Now when a candidate seriously advocates policies that are unconstitutional, impractical, and incendiary, that does constitute news. Polling and surveys also constitute news, although it's questionable how much insight they give us into the final outcomes. (Also see this by Nate Silver.) But "Borat tells Jimmy Kimmel that Trump is not a real person"? "Trump attacked by a bald eagle"? "Actor Harrison Ford's take on Trump"?
My personal theory on this man's amazing popularity is that it is payback for all the ways traditional politicians are seen posturing and pandering, election cycle after election cycle. Trump's supporters, if I'm right (and I'm basing this on anecdotal evidence from a small sample), do not trust those smoother politicians, even the ones they mostly agree with. Trump rides his ego into the arena and delivers his non-nuanced, "trust me" pronouncements with no censors, spinmeisters, or focus groups in evidence. His audience, in turn, has a sense that what they see is what they get, rough bits and all -- in stark contrast with most of the other candidates and their recycled platitudes. The disapproval Trump gets from those other politicians is proof positive that he is right!
Last Monday, Trump's performance on the old USS Yorktown was an eye-opener. He was quoting himself defending the indefensible, namely his exclude-Muslims policy. He noted that it probably wasn't politically correct, "but ... I. Don't. Care." Trump's political base at this point is made up of the very people who resonate with that sentiment. They don't care, they're thrilled to have a champion who doesn't care, and our bashing Trump for his functional racism and fascism, or ridiculing him for his transcendent absurdity, doesn't get our politics back to where we want it.
Whether or not we take early polls seriously, Trump's continuing success is a scandal and a danger to the country. For that very reason it's time for all politicians to figure out how to rebuild trust with us. I think we know who Trump is, and his success is distressing to many of us, but do we know who those other candidates are, what they truly stand for, and who's paying their bills? Let's ask, and ask persistently.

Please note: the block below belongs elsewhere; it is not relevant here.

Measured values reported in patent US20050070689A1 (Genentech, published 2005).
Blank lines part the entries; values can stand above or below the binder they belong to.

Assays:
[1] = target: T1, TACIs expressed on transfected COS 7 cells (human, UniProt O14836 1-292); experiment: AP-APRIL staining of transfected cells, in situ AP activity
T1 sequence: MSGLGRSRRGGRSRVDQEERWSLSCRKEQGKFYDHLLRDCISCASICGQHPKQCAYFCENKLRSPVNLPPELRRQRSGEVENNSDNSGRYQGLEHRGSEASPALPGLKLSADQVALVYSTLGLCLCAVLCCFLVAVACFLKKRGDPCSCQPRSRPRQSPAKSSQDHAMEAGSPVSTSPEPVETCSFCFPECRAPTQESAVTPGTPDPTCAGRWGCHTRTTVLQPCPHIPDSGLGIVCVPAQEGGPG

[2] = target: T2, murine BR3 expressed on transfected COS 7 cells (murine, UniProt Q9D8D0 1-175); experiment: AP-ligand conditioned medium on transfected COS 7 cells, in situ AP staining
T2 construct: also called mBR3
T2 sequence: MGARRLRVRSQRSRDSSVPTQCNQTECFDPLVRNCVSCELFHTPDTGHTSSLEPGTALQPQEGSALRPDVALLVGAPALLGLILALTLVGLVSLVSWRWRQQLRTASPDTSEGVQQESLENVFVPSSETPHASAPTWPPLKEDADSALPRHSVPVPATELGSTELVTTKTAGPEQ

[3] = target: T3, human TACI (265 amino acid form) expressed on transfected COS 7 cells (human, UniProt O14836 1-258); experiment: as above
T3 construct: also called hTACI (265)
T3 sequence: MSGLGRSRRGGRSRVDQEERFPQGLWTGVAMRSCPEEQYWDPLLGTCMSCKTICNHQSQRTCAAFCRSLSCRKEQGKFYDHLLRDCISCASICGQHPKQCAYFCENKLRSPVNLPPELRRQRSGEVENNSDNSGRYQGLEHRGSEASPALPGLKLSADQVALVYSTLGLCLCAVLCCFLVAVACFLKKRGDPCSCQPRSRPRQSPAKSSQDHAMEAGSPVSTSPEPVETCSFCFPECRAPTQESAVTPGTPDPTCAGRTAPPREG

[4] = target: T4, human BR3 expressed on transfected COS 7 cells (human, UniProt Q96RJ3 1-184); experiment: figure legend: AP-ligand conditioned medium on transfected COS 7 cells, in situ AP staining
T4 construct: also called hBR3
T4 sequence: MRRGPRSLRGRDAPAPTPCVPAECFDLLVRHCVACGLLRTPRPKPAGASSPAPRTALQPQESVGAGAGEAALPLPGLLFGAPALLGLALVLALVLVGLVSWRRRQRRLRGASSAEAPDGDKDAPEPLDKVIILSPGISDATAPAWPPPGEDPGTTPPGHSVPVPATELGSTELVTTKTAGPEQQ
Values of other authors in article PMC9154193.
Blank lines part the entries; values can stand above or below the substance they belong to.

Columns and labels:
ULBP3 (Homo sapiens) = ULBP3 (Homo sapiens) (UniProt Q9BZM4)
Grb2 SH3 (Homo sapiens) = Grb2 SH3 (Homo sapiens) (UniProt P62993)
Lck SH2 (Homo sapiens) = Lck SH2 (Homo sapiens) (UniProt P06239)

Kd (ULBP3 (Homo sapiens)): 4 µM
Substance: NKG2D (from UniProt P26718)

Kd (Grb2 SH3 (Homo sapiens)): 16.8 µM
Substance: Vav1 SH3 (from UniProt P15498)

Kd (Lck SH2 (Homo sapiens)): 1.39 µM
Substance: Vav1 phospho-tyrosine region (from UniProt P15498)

No, I didn't open the Borat, Harrison Ford, or bald eagle stories.
It took a Tucson church and 10,000 Arizonans to stop the deportation of Rosa Robles Loreto. (Thanks to Dawn L. Rubbert of Illinois Yearly Meeting for the link.)
William Schweiker tells us the main point he feels is missing from conversations about the San Bernardino attack.
The Guardian's live blog of the COP 21 conference in Paris as it nears its end.
Sarah Ruden on Bryan Doerries, his translations and staging of Greek tragedies, how they connect with today's war veterans, and the "narrow and utilitarian way we handle high culture in this country."
Another version of "Nobody's Fault But Mine" ...
Carolyn Wonderland and Bonnie Raitt - "Ain't Nobody's Fault But Mine" from Road To Austin film from Gary Fortin on Vimeo.
[Text on Vimeo] Carolyn Wonderland delivers an epic rendition of the classic Blind Willie Johnson song "Ain't Nobody's Fault But Mine". Carolyn and Bonnie trade guitar licks in front of an all-star band led by Stephen Bruton and featuring the late Ian McLagan on keyboards. This is one of 37 once-in-a-lifetime performances from the film Road To Austin. To purchase a DVD copy of the film go to www.rtafilm.com